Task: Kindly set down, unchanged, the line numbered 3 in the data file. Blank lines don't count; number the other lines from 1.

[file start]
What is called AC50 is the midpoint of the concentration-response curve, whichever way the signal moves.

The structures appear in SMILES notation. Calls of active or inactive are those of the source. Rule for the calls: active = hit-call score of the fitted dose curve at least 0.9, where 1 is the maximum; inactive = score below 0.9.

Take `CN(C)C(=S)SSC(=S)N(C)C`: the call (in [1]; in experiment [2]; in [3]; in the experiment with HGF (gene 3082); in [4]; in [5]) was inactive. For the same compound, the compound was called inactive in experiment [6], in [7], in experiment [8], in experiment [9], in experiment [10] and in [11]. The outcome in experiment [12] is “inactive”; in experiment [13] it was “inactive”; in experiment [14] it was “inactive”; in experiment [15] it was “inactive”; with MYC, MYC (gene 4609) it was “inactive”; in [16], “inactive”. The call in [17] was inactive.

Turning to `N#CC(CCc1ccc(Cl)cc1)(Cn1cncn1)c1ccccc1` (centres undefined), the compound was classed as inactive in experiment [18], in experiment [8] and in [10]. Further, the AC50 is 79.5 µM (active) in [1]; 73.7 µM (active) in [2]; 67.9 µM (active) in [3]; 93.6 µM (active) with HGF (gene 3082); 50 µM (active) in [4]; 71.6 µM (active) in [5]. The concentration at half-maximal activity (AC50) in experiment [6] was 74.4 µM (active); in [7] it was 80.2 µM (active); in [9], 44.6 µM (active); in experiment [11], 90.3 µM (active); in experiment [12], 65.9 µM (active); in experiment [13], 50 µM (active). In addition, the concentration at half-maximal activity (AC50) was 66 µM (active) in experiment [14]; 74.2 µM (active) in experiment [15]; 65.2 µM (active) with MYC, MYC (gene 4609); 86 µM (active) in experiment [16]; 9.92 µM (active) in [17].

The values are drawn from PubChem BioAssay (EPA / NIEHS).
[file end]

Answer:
Take `CN(C)C(=S)SSC(=S)N(C)C`: the call (in [1]; in experiment [2]; in [3]; in the experiment with HGF (gene 3082); in [4]; in [5]) was inactive. For the same compound, the compound was called inactive in experiment [6], in [7], in experiment [8], in experiment [9], in experiment [10] and in [11]. The outcome in experiment [12] is “inactive”; in experiment [13] it was “inactive”; in experiment [14] it was “inactive”; in experiment [15] it was “inactive”; with MYC, MYC (gene 4609) it was “inactive”; in [16], “inactive”. The call in [17] was inactive.